The National Prosecuting Authority.

Cape Town - The National Prosecuting Authority praised the Paarl Regional Court on Tuesday for ordering that R1 million bail be forfeited to the State.

The bail paid by Marius van der Westhuizen, an accountant who was found guilty of tax fraud, was forfeited on the grounds that he committed suicide to avoid a prison sentence.

Van der Westhuizen was to have been sentenced on 69 counts of fraud involving R6 547 568.

He had also been found guilty of one count of fraud, based on his fraudulent misrepresentation to the SA Revenue Service, 14 counts involving the submission of false tax returns and 14 violations of the Public Accounts and Auditors Act.

Van der Westhuizen was responsible for the financial and tax affairs of the Oloff Hennig Boerdery Trust, as well as the business concerns of Oloff Hennig trading as Staweklip Estates.

Western Cape NPA spokesman Eric Ntabazalila said the forfeiture of Van der Westhuizen's bail was in line with policy not to allow a convicted fraudster, or his deceased estate, to benefit from fraud.

Though Van der Westhuizen had avoided a prison sentence by committing suicide, the State ensured that his bail was forfeited to it, he said.

Ntabazalila said Sars had suffered heavy financial loss because of the frauds, which had not been repaid.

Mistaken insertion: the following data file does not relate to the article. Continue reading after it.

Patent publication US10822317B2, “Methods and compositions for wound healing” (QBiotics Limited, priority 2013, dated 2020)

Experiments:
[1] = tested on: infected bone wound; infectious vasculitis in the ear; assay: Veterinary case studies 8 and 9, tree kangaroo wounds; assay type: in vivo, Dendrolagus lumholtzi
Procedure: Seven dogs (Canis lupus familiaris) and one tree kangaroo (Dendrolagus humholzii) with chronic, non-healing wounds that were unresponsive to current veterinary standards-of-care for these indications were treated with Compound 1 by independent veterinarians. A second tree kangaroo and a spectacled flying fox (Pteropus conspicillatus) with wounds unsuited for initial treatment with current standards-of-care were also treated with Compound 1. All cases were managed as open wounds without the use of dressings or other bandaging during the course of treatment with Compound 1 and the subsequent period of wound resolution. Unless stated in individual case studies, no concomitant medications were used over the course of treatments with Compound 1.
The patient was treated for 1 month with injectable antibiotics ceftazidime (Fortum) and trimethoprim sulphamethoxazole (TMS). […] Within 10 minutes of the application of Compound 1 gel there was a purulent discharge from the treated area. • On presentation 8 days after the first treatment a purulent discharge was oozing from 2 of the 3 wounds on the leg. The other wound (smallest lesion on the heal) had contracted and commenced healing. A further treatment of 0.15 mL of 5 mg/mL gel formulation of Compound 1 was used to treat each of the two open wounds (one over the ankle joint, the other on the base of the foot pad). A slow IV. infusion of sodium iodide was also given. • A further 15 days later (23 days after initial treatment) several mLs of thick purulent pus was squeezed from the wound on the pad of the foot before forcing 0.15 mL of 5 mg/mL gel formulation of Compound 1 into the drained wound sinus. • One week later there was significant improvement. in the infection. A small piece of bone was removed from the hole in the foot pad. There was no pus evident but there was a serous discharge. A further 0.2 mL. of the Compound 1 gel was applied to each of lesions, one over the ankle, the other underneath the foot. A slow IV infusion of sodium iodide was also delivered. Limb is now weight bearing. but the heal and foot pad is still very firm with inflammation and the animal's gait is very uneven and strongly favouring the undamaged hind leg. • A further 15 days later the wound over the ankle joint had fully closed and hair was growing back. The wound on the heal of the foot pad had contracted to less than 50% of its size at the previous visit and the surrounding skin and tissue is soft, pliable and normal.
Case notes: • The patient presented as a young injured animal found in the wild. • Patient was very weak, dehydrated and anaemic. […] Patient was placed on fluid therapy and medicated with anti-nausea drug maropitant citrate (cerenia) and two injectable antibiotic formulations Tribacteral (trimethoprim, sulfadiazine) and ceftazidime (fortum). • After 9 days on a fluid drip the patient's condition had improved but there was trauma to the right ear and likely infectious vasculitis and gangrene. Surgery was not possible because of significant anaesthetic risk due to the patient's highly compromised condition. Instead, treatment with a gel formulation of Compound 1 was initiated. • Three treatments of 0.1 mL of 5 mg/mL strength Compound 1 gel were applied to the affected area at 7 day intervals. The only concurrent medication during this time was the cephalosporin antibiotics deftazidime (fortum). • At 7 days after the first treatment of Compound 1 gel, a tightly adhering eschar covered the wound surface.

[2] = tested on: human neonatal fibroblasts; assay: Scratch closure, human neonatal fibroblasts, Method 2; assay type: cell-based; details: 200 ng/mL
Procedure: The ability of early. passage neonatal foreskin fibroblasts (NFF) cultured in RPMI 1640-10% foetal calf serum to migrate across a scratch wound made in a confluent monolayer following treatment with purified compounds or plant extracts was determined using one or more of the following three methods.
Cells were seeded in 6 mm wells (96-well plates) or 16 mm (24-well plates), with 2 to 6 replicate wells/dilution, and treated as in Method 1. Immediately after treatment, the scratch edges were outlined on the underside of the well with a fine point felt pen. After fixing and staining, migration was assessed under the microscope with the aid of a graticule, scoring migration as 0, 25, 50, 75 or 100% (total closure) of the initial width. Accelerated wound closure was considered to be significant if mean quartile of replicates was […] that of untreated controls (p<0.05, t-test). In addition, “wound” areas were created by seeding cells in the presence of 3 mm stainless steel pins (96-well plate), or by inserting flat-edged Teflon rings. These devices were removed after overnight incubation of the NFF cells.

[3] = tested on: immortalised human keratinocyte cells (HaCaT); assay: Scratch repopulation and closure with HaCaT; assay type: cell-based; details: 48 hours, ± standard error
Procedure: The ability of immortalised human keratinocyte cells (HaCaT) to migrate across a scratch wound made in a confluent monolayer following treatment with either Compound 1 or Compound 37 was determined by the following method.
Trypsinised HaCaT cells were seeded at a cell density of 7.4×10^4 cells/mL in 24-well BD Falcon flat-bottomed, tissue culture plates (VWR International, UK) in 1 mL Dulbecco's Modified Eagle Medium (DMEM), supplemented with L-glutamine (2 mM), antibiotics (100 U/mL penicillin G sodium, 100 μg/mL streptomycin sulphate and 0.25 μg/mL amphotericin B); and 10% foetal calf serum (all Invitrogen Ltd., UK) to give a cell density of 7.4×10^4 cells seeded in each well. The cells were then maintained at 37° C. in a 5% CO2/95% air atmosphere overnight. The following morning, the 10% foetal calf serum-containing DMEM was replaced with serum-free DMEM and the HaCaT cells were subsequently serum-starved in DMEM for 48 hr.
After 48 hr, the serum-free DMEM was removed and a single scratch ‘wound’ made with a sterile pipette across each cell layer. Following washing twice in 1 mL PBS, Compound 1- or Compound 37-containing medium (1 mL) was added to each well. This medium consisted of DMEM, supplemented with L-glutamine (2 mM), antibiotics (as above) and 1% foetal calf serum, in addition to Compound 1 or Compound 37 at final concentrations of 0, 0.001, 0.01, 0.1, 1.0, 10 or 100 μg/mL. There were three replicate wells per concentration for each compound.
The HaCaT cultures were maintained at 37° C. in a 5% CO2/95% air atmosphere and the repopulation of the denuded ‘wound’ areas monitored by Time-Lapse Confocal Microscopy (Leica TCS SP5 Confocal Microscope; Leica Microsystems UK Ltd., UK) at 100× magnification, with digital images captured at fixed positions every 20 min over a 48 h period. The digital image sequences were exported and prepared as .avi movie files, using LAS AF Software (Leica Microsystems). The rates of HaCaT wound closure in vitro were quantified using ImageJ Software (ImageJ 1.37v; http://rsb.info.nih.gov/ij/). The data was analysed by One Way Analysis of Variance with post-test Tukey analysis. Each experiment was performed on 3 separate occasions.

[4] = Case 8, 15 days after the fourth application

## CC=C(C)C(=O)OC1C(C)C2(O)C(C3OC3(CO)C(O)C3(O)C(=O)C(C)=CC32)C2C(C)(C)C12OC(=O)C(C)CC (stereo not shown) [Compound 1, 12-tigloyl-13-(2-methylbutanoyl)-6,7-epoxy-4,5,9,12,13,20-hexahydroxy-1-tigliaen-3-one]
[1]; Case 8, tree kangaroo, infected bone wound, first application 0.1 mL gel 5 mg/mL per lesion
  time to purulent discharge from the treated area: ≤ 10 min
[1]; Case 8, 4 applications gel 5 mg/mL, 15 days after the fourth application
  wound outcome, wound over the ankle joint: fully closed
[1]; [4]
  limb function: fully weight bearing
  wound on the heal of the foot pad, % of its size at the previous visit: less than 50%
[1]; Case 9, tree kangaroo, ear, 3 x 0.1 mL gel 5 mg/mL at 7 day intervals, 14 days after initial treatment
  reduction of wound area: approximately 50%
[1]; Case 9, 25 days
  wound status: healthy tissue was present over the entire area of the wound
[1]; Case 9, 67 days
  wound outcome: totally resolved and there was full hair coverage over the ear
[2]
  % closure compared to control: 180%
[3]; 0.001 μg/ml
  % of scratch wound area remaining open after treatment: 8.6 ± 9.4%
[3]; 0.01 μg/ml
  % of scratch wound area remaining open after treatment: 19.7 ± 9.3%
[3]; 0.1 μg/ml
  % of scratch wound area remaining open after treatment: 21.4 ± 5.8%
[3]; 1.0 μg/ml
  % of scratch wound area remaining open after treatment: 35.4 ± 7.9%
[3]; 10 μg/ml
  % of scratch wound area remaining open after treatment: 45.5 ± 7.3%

“Under the circumstances, it was only fair that the bail should not be refunded to Van der Westhuizen's deceased estate.”

Van der Westhuizen committed suicide in August 2011 the day he was to have been sentenced.

The NPA launched an application for the forfeiture of the bail to the State, and the proceedings included a suicide note in which Van der Westhuizen said he was not prepared to serve a prison sentence.

Judgment in the application was handed down on Friday last week.

Van der Westhuizen had a previous conviction dating back to 1988, when the Western Cape High Court jailed him for 10 years on 88 counts of fraud.

This previous conviction would have assured Van der Westhuizen of a second prison sentence.

In the Hennig case, Ntabazalila said, Van der Westhuizen had fraudulently obtained tax refunds on behalf of the two companies, without the knowledge of Oloff Hennig himself.

Van der Westhuizen had then channelled the refunds into his own personal bank account. - Sapa